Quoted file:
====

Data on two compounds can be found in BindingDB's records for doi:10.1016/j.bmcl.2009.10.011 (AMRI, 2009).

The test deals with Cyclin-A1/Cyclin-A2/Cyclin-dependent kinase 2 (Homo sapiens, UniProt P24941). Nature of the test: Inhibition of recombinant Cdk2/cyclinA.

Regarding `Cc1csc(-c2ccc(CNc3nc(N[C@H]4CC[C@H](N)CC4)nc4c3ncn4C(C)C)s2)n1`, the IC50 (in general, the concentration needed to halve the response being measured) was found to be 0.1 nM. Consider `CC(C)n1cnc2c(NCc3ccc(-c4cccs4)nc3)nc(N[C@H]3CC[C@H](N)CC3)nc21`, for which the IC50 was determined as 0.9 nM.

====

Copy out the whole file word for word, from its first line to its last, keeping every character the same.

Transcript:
Data on two compounds can be found in BindingDB's records for doi:10.1016/j.bmcl.2009.10.011 (AMRI, 2009).

The test deals with Cyclin-A1/Cyclin-A2/Cyclin-dependent kinase 2 (Homo sapiens, UniProt P24941). Nature of the test: Inhibition of recombinant Cdk2/cyclinA.

Regarding `Cc1csc(-c2ccc(CNc3nc(N[C@H]4CC[C@H](N)CC4)nc4c3ncn4C(C)C)s2)n1`, the IC50 (in general, the concentration needed to halve the response being measured) was found to be 0.1 nM. Consider `CC(C)n1cnc2c(NCc3ccc(-c4cccs4)nc3)nc(N[C@H]3CC[C@H](N)CC3)nc21`, for which the IC50 was determined as 0.9 nM.